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Kristen Dobyns: Exiled by wildfire


Photos: Nick Van Helsdingen

Two priests from the United States were among the clergy who fled BC’s massive wildfires, along with their parishioners and many thousands of others. The Rev. Kristen Dobyns and her husband, the Rev. Keith Dobyns, have served in the region for the past five years. They came from the Diocese of Indianapolis. Before entering the ministry they had worked in rural family medicine in Washington and Alaska. Kristen spoke with Sue Careless, first in July and then again in September. 

On July 18th:

TAP: Do you live in 100 Mile House or Williams Lake?

KD: Keith and I live in 100 Mile House. We share a position serving St. Timothy’s Anglican Church in 100 Mile House and St. Peter’s Anglican Church in Williams Lake.  We also serve St. Luke’s  Anglican Church in Alexis Creek in the Chilcotin about 80 minutes west of Williams Lake – although not in the summer because members are too busy ranching and they drive from so far away to come to church.

TAP: When did you leave, during the alert or when the evacuation order was given?

KD: I packed up when the alert came in, keeping essentials I still needed in bags by the door.  I left 45 minutes before the order on July 9th. It suddenly got really smoky and ash was landing in my neighbour’s back yard.  They decided to leave and so did I. Keith had been away visiting our grandson in Ontario.  He flew back to B.C. the day of the order and was not allowed to drive home--the roads were only open to evacuees leaving.

TAP: What did you take with you?

KD: The District of 100 Mile House handed out an evacuation sheet a few days before with suggestions of what to take. They knocked on people’s doors.  I took several days’ worth of clothing, food (in two bags with 1/2 gallon milk jugs with frozen water in them for refrigeration), my BAS, iPad, phone, laptop and chargers, dogfood and my dog with a collapsible kennel in case I needed it.  I also took a hat, sunglasses and jacket in case it got cool. Unnecessarily I brought a rain jacket. I took a lockbox with passports, birth certificates, cash and cheque books.  I brought two albums of photos my mother had given me from my childhood. There were too many other photo albums to grab -- not enough room.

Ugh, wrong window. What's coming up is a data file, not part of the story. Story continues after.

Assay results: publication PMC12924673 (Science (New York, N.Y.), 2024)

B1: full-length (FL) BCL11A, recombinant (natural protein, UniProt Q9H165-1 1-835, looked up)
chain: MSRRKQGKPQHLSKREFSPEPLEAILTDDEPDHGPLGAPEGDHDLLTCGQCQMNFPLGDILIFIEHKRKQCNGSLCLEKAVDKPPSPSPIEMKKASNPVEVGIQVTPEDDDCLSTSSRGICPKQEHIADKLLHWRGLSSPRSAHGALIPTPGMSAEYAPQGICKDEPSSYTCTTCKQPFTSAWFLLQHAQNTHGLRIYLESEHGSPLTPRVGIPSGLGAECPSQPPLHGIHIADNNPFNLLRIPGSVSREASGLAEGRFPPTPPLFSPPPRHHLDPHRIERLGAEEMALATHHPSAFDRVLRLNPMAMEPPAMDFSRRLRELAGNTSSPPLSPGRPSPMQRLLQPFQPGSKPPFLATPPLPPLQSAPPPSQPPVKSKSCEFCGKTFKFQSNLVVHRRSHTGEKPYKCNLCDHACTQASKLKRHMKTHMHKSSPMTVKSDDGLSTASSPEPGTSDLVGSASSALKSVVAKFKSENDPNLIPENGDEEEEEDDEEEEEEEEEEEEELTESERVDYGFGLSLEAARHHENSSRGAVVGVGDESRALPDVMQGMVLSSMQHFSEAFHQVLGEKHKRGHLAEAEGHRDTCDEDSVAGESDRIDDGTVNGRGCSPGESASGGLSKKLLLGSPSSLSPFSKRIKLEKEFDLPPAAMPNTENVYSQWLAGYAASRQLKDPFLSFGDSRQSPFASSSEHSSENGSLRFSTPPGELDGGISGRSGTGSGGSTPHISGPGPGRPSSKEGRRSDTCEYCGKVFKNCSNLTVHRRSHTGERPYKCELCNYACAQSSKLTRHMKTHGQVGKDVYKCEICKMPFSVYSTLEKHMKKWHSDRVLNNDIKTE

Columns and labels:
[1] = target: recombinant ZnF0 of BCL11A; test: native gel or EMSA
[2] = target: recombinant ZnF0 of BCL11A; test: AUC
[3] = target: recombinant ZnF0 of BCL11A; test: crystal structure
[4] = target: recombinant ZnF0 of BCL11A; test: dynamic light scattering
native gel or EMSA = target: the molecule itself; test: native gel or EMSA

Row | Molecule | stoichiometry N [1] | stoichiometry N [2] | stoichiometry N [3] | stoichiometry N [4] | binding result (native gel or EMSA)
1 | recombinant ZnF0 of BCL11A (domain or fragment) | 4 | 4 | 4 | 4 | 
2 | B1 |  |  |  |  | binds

I also went through the house a few hours before leaving and took photos of everything in every room, including all my clergy attire, stoles, chasubles, etc, to show I had them if needed for insurance purposes.  I also took photos of pictures and art work in case they were burned so I would be able to remember them. I brought one clerical dicky, a small traveling communion kit, healing oil in an oil stock and a green stole.  I also brought a family combination BCP/Bible/Psalter from England.

Our Bishop, Barbara Andrews, asked me and someone in Williams Lake to bring all the parish records, marriages, baptisms, burials, confirmations and vestry book (which is where we record our services and attendance). I brought those and delivered them to the Bishop in Kamloops; my warden from Williams Lake did the same thing.

TAP: Did you travel by car? And where did you go?

KD: I traveled by car. I had filled my tanks when the fire started.  My dog and I stayed with a parishioner who hosted several of us Sunday night [July 9th] just outside the evacuation zone.  On Monday morning I drove on Highway 24 to Little Fort on Highway 5.  My husband Keith, who had just flown back Sunday, drove up to Barriere and we met up at the local A&W for breakfast. We then drove south to Abbotsford B.C. in the lower mainland where our son lives. We are staying with him.

TAP: Did most of your parishioners leave during the alert or did most wait until the evacuation? 

KD: I think most stayed until the order but I’m not sure.  Some just went as far as Horse Lake outside of town. It is still only on evacuation alert.